According to Gregory Zuckerman, author of The Frackers, fracking -- or hydraulic fracturing -- has helped lower demand for oil at a time where the U.S. is becoming much more self-sufficient in its energy needs. The country now pumps roughly nine million barrels of oil per day, nearly double the five million barrels per day it pumped just six or seven years ago.
The increased oil production in the U.S. and higher dependency on natural gas -- which is derived from fracking -- has decreased the country's dependency on other countries, in particular Saudi Arabia. Because the U.S. is less dependent on other nations, it has more flexibility when it comes to foreign policy, Zuckerman said. That flexibility will increase even more if corporations begin exporting natural gas.
The U.S. seems to have come to a "quiet kind of compromise" over fracking, he added. At one point, protests and worries over water cleanliness were gaining momentum.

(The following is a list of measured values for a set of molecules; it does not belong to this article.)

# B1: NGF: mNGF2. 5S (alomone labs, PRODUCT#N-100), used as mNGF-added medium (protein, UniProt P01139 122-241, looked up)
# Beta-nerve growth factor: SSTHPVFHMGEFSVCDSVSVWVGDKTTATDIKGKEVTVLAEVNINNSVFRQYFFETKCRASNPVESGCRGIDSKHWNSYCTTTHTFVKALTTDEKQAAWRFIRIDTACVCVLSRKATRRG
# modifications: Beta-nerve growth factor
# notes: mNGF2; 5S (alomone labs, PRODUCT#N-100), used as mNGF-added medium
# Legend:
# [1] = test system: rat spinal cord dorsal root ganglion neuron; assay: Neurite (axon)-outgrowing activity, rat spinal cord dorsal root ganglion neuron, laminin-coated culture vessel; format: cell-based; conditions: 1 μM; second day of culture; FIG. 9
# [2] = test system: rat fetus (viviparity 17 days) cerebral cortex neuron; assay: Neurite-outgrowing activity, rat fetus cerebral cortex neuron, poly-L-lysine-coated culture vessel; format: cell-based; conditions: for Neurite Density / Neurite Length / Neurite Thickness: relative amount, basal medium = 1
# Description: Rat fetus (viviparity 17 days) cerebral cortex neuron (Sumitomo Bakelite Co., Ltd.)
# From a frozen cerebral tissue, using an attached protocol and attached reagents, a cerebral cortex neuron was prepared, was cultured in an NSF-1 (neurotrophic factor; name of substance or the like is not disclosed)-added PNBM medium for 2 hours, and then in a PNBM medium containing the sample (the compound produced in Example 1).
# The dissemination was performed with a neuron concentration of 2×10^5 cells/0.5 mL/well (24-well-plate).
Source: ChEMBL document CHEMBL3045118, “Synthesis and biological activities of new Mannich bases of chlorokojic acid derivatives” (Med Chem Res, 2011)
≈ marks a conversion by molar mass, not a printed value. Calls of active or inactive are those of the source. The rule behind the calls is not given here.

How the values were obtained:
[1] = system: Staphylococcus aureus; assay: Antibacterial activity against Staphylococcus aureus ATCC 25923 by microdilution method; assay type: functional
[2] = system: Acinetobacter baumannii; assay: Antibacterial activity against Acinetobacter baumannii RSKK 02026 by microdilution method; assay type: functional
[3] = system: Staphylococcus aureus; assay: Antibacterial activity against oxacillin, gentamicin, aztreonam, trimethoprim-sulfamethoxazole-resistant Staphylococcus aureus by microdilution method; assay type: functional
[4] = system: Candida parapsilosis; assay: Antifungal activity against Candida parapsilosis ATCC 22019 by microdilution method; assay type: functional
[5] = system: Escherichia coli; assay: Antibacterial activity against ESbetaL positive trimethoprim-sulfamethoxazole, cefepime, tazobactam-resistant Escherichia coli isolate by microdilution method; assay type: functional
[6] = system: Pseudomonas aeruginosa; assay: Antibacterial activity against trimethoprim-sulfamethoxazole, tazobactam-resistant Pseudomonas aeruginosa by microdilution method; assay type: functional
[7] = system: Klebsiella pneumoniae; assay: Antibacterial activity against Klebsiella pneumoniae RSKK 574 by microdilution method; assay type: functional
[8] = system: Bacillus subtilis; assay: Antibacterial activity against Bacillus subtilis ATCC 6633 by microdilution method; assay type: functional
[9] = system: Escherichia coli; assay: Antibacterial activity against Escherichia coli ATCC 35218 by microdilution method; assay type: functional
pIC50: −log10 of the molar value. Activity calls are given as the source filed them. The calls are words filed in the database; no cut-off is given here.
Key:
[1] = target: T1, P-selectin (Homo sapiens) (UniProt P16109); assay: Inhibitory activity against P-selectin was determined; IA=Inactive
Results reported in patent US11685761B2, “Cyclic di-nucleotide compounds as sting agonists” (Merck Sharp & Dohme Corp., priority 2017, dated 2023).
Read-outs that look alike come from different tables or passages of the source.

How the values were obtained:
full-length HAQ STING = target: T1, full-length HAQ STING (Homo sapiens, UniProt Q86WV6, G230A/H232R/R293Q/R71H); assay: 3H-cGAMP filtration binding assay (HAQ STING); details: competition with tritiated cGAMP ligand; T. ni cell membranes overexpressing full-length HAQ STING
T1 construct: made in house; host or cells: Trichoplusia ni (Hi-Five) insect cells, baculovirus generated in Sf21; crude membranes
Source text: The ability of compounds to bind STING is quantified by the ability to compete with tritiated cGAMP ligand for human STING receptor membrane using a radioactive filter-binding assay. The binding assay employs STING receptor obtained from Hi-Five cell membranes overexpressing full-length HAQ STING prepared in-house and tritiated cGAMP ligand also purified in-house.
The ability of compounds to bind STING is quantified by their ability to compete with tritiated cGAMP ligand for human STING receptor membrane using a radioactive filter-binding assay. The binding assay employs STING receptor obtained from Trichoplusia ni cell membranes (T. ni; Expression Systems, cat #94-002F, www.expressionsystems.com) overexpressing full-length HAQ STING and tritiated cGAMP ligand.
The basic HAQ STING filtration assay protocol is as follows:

But some of the latest signs suggest that nervousness may have been overstated, he said. It helps that several states including North Dakota, Wyoming and Pennsylvania passed laws to make fracking more safe, he said.
But even while cheaper natural gas may put a small damper on oil demand, there are concerns for frackers. As oil prices continue to move lower, the shift back to crude oil and away from natural gas is a real possibility, Zuckerman said. Around $70 per barrel, frackers will start to get nervous.
But the level of worry varies by region. Frackers in the Bakken Shale region will be worried when West Texas Intermediate hits $75 per barrel while frackers near the Eagle Ford Shale will be nervous with crude at $65 per barrel, he said.